Constantly Feel Like Your Friends Don’t Like You? Imposter Syndrome Might Be to Blame
Experts tell how you can combat these feelings of insecurity within your friendships.
Your friendships are some of the most important relationships in your life. Whether you need help with a spontaneous date night or advice about making a life-altering decision, your besties are the ones you can go to for anything. At one point or another, though, you might have experienced feeling as though you don’t deserve such wonderful humans, or maybe you questioned your value in the friend group. A reason for this can be imposter syndrome.
Imposter syndrome refers to an internal doubt of your abilities, skills, or achievements, says Dr. Rashmi Parmar, M.D., a psychiatrist with Community Psychiatry and MindPath Care Centers. It’s having a persistent fear of being exposed by others as a fraud and can show up in multiple areas of your life, including your friendships. Usually, the phenomenon occurs in high-achieving individuals, but it can happen to anyone of all ages.
Here, we spoke with a few mental health experts to learn how to combat imposter syndrome within your friendships so that you can be fully present and enjoy the relationships in your life.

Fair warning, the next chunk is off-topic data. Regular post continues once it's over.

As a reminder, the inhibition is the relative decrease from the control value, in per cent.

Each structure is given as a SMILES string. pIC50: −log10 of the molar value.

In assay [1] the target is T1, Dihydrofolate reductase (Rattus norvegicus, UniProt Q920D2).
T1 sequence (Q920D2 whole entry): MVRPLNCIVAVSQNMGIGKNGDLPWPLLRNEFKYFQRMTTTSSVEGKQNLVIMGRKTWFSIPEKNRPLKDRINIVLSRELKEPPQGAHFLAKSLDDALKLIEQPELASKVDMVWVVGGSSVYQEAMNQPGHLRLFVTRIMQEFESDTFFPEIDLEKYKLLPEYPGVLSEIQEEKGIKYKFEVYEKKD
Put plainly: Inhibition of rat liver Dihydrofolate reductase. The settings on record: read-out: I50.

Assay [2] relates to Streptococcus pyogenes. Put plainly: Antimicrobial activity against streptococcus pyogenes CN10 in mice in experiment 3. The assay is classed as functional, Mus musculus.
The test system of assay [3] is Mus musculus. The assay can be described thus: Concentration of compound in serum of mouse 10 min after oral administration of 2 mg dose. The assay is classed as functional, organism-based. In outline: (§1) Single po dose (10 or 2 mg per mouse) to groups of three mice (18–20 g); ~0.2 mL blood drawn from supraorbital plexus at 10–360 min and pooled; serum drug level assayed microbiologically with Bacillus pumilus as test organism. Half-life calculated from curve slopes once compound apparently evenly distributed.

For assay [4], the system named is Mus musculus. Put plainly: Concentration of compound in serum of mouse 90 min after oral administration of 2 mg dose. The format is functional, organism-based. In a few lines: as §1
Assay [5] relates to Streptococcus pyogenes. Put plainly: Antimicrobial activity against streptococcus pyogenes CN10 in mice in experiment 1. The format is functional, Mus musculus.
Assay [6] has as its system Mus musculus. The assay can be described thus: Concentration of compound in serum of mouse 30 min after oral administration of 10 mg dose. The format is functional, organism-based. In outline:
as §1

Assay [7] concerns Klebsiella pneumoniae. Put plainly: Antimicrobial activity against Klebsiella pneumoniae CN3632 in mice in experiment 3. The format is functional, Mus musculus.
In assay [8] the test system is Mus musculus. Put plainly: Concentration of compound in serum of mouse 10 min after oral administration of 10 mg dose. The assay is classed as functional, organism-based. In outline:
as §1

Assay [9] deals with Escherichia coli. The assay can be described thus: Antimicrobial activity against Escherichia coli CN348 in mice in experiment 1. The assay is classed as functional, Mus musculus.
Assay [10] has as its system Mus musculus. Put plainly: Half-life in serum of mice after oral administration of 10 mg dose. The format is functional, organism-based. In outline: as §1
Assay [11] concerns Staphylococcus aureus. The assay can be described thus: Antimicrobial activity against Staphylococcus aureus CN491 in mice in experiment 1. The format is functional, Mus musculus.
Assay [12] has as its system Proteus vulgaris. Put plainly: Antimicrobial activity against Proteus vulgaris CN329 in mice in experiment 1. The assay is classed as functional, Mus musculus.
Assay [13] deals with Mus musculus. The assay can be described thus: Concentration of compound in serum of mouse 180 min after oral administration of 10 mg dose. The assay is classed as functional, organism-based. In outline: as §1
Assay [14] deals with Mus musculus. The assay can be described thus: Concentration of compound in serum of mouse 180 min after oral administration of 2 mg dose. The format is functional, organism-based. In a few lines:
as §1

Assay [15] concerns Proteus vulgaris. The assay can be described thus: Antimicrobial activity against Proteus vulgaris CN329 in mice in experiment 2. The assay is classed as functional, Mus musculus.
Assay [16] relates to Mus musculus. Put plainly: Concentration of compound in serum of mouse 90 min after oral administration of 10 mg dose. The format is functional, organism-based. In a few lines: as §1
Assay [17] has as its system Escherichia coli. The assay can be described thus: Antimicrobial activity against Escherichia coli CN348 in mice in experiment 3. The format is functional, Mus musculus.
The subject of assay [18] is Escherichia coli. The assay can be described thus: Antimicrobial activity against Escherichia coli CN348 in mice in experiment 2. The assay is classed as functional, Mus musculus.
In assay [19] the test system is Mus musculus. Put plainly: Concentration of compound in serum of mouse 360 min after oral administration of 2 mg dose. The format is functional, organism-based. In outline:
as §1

How can imposter syndrome show up in your friendships?
“Just as we talk about imposter syndrome in the context of our professional abilities, it can also extend to our interpersonal relationships, especially for someone with chronic feelings of low self-esteem or inadequacy,” says Dr. Parmar. “In friendships, imposter syndrome often leads you to think that you are deceiving your friends into liking you and that you cannot match up to their expectations,” she adds. Typically, these feelings of self-doubt will first appear in other areas of your life due to some prior negative experience or trauma and can later affect your friendships, she explains.
Imposter syndrome can be a dangerous cycle that starts with someone not feeling comfortable with themselves and then puts on a different persona when with their friends to mask insecurities. Dr. Parmar says doing this can make one struggle with their feelings even more because they’re putting up a front and acting ingenuine making them feel more like an imposter.
Jennifer Smith, Virginia-based professional counselor from Thriveworks says these persistent feelings can lead to stress, anxiety, and feelings of unworthiness, which might cause you to pull away from your friendships or avoid them together.